Professor Jennifer Shepherd and faculty colleagues in the sciences spent their summer studying appropriate safety measures for ensuring students could still enjoy lab learning.
Together, We Zag On
Delivering education to Gonzaga’s 7,200 students continues to be an exercise in flexibility and nimbleness. But here’s the bottom line: This pandemic has not broken Gonzaga’s spirit.
We’ve painted pictures of numerous examples of Zag resilience. “We have seen a tremendous spirit of community that doesn’t waver in hard times,” President McCulloh wrote in a midsummer memo to faculty, staff, students and their families. “We have seen creative solutions to stay connected in virtual ways when social distancing keeps us apart.
“Above all, I am most proud of our students. Recognizing the reality of this circumstance, they have worked hard with their faculty, and with us, to stay focused and to do their best, sometimes under the most challenging of personal circumstances. They, above all, have not lost sight of the longterm objective: a time well beyond the current moment where they make a difference in the innumerable ways that Gonzaga graduates do, every day.”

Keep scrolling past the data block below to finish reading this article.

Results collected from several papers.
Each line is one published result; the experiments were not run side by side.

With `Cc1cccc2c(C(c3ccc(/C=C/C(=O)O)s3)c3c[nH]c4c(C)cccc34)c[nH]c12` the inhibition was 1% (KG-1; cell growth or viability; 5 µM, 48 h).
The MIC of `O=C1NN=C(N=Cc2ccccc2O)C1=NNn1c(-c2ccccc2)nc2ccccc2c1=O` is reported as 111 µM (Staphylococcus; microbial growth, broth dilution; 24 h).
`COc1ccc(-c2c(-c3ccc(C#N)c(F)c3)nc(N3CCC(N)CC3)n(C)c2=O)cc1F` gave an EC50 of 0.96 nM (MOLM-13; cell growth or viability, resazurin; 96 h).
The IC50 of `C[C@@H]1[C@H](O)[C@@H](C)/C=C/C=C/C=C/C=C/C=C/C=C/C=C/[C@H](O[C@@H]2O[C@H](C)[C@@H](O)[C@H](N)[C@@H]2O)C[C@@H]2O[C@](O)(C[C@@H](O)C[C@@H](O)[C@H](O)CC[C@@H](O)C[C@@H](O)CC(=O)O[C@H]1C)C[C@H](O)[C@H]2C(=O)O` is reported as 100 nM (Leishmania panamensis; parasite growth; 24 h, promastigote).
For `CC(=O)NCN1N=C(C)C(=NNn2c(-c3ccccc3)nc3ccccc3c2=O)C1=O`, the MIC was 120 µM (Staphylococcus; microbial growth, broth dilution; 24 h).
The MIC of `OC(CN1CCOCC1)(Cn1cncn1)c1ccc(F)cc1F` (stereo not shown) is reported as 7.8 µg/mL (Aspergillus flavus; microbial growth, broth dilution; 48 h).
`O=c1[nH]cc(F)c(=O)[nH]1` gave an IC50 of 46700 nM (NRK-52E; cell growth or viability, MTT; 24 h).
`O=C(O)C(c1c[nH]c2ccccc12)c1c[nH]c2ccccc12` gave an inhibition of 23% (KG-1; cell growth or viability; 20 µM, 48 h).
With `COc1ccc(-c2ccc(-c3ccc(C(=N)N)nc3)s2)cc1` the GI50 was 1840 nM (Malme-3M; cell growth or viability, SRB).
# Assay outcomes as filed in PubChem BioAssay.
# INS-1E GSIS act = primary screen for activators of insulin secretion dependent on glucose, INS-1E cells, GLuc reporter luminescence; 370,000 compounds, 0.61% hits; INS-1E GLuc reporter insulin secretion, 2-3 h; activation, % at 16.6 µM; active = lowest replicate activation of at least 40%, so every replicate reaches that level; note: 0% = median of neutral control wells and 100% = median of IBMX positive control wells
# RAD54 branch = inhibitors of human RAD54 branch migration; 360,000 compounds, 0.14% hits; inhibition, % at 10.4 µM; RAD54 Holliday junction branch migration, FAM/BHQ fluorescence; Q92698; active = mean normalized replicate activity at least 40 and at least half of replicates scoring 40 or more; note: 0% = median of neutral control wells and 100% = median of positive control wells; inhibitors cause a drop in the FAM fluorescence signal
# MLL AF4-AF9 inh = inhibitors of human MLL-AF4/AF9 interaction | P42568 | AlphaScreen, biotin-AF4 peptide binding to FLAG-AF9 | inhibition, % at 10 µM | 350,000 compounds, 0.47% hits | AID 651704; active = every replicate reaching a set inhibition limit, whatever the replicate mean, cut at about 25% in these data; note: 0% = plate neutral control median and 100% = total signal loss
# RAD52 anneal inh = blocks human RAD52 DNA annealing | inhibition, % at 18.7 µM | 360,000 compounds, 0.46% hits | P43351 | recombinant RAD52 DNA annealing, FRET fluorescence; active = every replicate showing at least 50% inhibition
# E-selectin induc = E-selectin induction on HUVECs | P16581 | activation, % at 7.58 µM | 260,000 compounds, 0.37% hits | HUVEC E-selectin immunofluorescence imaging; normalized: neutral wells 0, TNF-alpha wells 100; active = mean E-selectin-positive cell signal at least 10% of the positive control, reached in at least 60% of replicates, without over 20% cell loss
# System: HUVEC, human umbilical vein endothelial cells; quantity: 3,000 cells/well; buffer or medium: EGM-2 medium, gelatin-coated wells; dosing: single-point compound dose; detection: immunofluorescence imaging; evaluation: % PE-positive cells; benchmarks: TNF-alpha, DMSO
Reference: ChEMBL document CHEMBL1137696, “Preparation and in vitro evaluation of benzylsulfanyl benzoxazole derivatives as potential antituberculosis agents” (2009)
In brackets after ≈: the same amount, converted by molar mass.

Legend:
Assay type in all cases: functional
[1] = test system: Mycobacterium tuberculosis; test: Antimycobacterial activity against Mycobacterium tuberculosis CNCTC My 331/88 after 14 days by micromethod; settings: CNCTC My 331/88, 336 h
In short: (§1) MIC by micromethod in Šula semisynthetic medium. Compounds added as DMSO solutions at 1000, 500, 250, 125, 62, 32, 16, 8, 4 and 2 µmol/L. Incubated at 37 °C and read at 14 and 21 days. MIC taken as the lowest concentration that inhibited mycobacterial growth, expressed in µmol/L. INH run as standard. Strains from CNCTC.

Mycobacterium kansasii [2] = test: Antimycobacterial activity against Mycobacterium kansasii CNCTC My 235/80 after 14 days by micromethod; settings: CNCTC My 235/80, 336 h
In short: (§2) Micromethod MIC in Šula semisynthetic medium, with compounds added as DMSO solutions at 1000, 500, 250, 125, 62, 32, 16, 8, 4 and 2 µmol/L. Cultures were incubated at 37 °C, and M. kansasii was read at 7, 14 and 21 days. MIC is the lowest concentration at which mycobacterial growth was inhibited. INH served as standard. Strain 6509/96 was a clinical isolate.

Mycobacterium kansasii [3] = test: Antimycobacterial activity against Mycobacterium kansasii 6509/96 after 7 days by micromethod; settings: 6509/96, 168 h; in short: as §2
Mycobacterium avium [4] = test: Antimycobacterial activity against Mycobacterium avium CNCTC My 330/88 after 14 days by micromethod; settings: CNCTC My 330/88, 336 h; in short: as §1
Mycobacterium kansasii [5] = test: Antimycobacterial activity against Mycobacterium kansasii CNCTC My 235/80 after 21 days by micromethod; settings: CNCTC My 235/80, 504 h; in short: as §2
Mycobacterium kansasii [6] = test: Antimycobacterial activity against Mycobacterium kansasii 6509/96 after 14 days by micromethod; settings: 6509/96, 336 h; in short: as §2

Impact of a Pandemic
Enrollment (Fall 2020, as of Sept. 1, compared to Fall 2019)
- First-year students - 15% down
- Undergraduates - 7% down
- Students living on campus - 26% fewer
- Graduate level - 4% up
- Revenue - ~10% down
Undergraduate Course Delivery (Fall 2020 as of Sept. 1)
- 41% remote, synchronous
- 47% hybrid (remote + in-person)
- 7% in-person only
- 3% other (directed study)
- 1% remote, asynchronous
How did Gonzaga donors respond during the onset of the pandemic?
They showed up, like Zags do. See here.
Zags Help Zags - And Others
How did Zags show up to help one another and their communities?
- Health & Wellness
- Academic Vice President
- Gonzaga Magazine